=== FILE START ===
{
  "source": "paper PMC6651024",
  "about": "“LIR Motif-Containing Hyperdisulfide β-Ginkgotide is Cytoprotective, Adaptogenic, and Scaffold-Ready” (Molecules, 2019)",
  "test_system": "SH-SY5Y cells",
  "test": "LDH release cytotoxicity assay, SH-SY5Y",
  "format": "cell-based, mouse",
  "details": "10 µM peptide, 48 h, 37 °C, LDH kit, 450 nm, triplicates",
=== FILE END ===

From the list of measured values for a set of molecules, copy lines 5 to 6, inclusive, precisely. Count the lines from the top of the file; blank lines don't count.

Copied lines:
  "test": "LDH release cytotoxicity assay, SH-SY5Y",
  "format": "cell-based, mouse",